Our Northern Virginia Executive Director Alessandra Colia penned an op-ed in this week’s edition of the Alexandria Gazette Packet.
Here’s what she wrote:
Paid internships can change a teenager’s path
Each August, many recent high-school graduates embark upon their first semester of college. Most have little-to-no professional work experience. Most also have little more than a hazy idea of what career path they hope to pursue.
Not Erica Ware.
When Erica graduated from T.C. Williams High School last year, she already had a year-long professional internship under her belt and the confidence and self-awareness to identify and pursue her passion. But at the beginning of her senior year, Erica’s story was very different.
Erica applied for an internship through Urban Alliance, a non-profit organization that partners with corporations to empower youth from underserved communities to expand their horizons through paid internships, professional training, and mentoring. Erica had no professional work experience before joining the program, and underwent six weeks of job-skills training before being placed at Alexandria Renew, a local water resource recovery facility, for the school year.
Working in the lab at Alexandria Renew intensified Erica’s passion for science, and helped her to realize that pursuing what she loves can lead to a more fulfilled life.
“Urban Alliance helped inspire me to change my major by learning how to take control of my life and what I want to do with it, because at the end of the day it is about me and not what others want or think that I should do,” Erica said.
Now Erica is a first-generation college student studying chemistry at Virginia Commonwealth University.
Unlike Erica, 2017 T.C. Williams High School graduate Ti-Jee Smith knew what he wanted to do with his life when he came to Urban Alliance, but didn’t know how to get there. Like most students in our program, he wanted more meaningful work experience than the typical after-school jobs available to students from underserved communities. And working at the Alexandria Chamber of Commerce, he got just that.
Ti-Jee couldn’t initially see a connection between the Chamber and his own ambition to open a cosmetology business. However, exposure to business professionals and training workshops throughout the year helped Ti-Jee learn many of the skills he will need to become a successful entrepreneur. He also discovered talents, such as event planning and marketing, that he never knew he had.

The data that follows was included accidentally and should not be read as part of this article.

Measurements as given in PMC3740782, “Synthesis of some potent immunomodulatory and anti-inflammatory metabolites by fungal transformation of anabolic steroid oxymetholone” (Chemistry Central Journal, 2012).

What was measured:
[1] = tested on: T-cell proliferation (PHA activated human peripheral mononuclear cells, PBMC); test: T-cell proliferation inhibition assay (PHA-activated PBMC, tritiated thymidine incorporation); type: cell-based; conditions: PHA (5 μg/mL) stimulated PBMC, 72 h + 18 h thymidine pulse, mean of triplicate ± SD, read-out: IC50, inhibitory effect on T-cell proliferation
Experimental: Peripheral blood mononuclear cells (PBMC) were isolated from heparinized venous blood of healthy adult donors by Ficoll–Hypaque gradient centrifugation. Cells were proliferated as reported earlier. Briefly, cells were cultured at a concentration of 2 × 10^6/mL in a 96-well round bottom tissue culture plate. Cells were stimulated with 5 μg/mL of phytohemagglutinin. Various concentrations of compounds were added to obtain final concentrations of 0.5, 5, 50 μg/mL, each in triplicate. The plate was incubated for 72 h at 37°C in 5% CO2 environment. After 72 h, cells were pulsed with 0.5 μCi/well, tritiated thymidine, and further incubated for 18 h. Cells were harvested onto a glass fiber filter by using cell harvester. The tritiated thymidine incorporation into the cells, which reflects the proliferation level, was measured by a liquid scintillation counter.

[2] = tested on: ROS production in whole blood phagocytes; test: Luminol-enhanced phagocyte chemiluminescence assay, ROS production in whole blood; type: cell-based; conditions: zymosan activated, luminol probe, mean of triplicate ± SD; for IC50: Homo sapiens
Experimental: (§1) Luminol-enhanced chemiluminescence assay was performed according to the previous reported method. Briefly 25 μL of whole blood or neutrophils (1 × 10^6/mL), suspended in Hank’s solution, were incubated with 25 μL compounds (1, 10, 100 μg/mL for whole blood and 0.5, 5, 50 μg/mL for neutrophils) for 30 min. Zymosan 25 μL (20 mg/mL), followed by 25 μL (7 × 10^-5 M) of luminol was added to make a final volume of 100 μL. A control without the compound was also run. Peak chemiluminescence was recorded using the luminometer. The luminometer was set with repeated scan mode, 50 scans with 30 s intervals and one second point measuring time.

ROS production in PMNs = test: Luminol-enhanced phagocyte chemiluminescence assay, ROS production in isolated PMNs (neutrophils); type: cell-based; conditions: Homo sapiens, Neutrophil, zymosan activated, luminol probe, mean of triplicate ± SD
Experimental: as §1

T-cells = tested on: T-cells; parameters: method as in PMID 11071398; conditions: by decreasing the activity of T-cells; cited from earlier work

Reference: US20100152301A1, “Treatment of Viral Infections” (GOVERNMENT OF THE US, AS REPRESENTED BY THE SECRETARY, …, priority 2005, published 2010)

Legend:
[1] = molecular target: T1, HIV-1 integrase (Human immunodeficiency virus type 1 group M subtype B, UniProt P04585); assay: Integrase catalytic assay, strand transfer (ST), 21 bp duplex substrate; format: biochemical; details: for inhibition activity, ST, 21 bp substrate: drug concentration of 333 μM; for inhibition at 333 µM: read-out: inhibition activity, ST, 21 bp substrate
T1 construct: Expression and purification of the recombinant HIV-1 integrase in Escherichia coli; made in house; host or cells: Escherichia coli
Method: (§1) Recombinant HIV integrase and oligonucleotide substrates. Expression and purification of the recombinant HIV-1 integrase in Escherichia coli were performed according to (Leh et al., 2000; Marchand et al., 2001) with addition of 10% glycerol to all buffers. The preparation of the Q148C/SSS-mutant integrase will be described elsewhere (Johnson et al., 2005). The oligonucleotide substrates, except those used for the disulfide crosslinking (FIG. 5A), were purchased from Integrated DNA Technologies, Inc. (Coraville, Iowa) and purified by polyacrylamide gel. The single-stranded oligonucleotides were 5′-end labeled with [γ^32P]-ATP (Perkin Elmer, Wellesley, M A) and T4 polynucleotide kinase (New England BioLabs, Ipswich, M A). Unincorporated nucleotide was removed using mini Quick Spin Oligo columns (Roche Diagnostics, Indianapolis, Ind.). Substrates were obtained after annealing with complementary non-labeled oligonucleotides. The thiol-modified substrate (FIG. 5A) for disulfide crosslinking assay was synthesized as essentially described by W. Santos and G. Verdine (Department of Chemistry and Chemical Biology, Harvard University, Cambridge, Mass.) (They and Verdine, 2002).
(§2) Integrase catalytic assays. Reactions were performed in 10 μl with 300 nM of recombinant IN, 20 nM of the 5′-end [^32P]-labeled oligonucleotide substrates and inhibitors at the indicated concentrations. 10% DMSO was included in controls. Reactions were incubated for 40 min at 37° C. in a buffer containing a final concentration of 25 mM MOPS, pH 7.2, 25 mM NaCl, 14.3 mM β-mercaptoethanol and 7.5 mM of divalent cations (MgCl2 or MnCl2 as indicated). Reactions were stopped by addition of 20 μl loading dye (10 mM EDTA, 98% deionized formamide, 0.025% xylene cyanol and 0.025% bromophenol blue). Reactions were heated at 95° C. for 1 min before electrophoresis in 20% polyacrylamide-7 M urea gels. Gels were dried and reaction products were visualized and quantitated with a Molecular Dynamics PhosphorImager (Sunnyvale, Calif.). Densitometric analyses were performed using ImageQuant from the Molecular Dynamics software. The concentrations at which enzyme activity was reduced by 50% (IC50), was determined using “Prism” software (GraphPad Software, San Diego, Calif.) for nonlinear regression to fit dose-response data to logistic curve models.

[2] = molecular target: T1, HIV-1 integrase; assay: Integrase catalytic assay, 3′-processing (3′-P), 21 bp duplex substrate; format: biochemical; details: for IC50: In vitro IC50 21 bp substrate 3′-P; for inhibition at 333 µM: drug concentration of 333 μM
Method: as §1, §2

Apart from their high school and work with Urban Alliance, Ti-Jee and Erica also have another significant commonality: they hail from the often unseen side of Alexandria.
This city has consistently been named one of the nation’s best places to live, with a median household income of $89,000, low crime rates, a beautiful and historic downtown, and proximity to the nation’s capital. But beneath this exterior are thousands of young people who lack the resources and connections to find meaningful employment that will put them on a path to self-sufficiency.
Over half of the seniors at T.C. Williams, the city’s only public high school, come from low-income households and are on free or reduced lunch. There is a clear need for increased economic opportunities among Alexandria’s youth. Paid internships are a solution.
According to the National Youth Employment Coalition, work-based learning opportunities that balance academics with paid work experience allow low-income youth to support themselves while they acquire the skills and credentials needed to succeed in the workplace. Our uniquely comprehensive approach to youth employment combines paid, professional internships with one-on-one mentoring, job-skills training, personalized case management, and alumni support to help underserved students gain access to the opportunities and networks that will help them push through the opportunity divide to succeed in college and beyond.
In 1996, then-Justice Department lawyer Andrew Plepler asked students at Anacostia High School what they needed to be successful. One honest young man answered, “I need a job.” That conversation led to the founding of Urban Alliance, and over 3,000 internships later, the model still works.
Economically-disadvantaged students face far too many barriers to professional development. Access to paid internships should not be one of them. As Erica and Ti-Jee’s experiences illustrate, paid internships provide corporations with eager and dedicated new talent, and give students invaluable skills and connections. All it takes is a business willing to invest in young talent. Together, we can change a young person’s path.